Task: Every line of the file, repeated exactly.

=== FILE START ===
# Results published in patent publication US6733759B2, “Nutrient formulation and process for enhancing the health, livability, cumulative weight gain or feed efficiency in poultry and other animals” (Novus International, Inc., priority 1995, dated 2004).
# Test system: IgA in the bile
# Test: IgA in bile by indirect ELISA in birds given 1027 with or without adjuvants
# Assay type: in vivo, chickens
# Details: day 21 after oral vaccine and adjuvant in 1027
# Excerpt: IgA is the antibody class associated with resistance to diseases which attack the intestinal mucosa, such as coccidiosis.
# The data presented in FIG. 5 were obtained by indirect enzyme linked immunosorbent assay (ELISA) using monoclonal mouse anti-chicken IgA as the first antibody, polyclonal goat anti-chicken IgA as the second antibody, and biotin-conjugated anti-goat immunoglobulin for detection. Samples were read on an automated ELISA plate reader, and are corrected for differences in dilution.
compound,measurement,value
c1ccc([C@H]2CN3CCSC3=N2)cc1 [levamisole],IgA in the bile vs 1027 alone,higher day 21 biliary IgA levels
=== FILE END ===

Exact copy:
# Results published in patent publication US6733759B2, “Nutrient formulation and process for enhancing the health, livability, cumulative weight gain or feed efficiency in poultry and other animals” (Novus International, Inc., priority 1995, dated 2004).
# Test system: IgA in the bile
# Test: IgA in bile by indirect ELISA in birds given 1027 with or without adjuvants
# Assay type: in vivo, chickens
# Details: day 21 after oral vaccine and adjuvant in 1027
# Excerpt: IgA is the antibody class associated with resistance to diseases which attack the intestinal mucosa, such as coccidiosis.
# The data presented in FIG. 5 were obtained by indirect enzyme linked immunosorbent assay (ELISA) using monoclonal mouse anti-chicken IgA as the first antibody, polyclonal goat anti-chicken IgA as the second antibody, and biotin-conjugated anti-goat immunoglobulin for detection. Samples were read on an automated ELISA plate reader, and are corrected for differences in dilution.
compound,measurement,value
c1ccc([C@H]2CN3CCSC3=N2)cc1 [levamisole],IgA in the bile vs 1027 alone,higher day 21 biliary IgA levels